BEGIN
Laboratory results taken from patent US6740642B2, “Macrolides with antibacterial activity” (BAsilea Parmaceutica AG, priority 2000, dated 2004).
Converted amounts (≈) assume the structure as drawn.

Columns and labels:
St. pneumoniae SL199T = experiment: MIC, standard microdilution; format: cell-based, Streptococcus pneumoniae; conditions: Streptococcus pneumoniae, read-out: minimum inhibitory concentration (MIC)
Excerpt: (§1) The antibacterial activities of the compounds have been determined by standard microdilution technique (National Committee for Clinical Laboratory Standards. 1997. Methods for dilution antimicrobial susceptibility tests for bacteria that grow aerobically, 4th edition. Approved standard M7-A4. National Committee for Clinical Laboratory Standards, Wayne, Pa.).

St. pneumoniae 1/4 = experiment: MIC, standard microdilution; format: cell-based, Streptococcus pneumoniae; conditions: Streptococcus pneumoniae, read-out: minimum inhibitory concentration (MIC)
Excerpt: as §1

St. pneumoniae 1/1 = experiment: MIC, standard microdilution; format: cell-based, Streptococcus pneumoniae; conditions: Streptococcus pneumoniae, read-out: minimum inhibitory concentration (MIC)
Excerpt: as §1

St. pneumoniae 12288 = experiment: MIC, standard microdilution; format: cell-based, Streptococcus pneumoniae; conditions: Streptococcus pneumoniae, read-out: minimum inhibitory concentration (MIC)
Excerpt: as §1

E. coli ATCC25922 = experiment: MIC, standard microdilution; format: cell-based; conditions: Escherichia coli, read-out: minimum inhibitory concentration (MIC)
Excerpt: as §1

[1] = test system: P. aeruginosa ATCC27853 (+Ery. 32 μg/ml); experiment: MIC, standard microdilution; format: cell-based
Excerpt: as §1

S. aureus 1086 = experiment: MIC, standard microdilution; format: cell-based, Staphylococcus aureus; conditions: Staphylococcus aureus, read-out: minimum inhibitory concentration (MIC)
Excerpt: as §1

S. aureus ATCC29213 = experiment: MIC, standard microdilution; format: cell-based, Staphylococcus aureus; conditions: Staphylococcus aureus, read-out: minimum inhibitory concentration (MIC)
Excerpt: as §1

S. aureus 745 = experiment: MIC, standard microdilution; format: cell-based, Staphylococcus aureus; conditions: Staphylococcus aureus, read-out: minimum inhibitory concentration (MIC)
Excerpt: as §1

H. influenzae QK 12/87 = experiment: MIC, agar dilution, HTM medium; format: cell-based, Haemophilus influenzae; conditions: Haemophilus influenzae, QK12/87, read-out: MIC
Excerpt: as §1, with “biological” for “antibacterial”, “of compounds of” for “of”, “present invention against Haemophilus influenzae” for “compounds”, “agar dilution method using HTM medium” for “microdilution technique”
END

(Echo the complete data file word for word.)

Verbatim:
Laboratory results taken from patent US6740642B2, “Macrolides with antibacterial activity” (BAsilea Parmaceutica AG, priority 2000, dated 2004).
Converted amounts (≈) assume the structure as drawn.

Columns and labels:
St. pneumoniae SL199T = experiment: MIC, standard microdilution; format: cell-based, Streptococcus pneumoniae; conditions: Streptococcus pneumoniae, read-out: minimum inhibitory concentration (MIC)
Excerpt: (§1) The antibacterial activities of the compounds have been determined by standard microdilution technique (National Committee for Clinical Laboratory Standards. 1997. Methods for dilution antimicrobial susceptibility tests for bacteria that grow aerobically, 4th edition. Approved standard M7-A4. National Committee for Clinical Laboratory Standards, Wayne, Pa.).

St. pneumoniae 1/4 = experiment: MIC, standard microdilution; format: cell-based, Streptococcus pneumoniae; conditions: Streptococcus pneumoniae, read-out: minimum inhibitory concentration (MIC)
Excerpt: as §1

St. pneumoniae 1/1 = experiment: MIC, standard microdilution; format: cell-based, Streptococcus pneumoniae; conditions: Streptococcus pneumoniae, read-out: minimum inhibitory concentration (MIC)
Excerpt: as §1

St. pneumoniae 12288 = experiment: MIC, standard microdilution; format: cell-based, Streptococcus pneumoniae; conditions: Streptococcus pneumoniae, read-out: minimum inhibitory concentration (MIC)
Excerpt: as §1

E. coli ATCC25922 = experiment: MIC, standard microdilution; format: cell-based; conditions: Escherichia coli, read-out: minimum inhibitory concentration (MIC)
Excerpt: as §1

[1] = test system: P. aeruginosa ATCC27853 (+Ery. 32 μg/ml); experiment: MIC, standard microdilution; format: cell-based
Excerpt: as §1

S. aureus 1086 = experiment: MIC, standard microdilution; format: cell-based, Staphylococcus aureus; conditions: Staphylococcus aureus, read-out: minimum inhibitory concentration (MIC)
Excerpt: as §1

S. aureus ATCC29213 = experiment: MIC, standard microdilution; format: cell-based, Staphylococcus aureus; conditions: Staphylococcus aureus, read-out: minimum inhibitory concentration (MIC)
Excerpt: as §1

S. aureus 745 = experiment: MIC, standard microdilution; format: cell-based, Staphylococcus aureus; conditions: Staphylococcus aureus, read-out: minimum inhibitory concentration (MIC)
Excerpt: as §1

H. influenzae QK 12/87 = experiment: MIC, agar dilution, HTM medium; format: cell-based, Haemophilus influenzae; conditions: Haemophilus influenzae, QK12/87, read-out: MIC
Excerpt: as §1, with “biological” for “antibacterial”, “of compounds of” for “of”, “present invention against Haemophilus influenzae” for “compounds”, “agar dilution method using HTM medium” for “microdilution technique”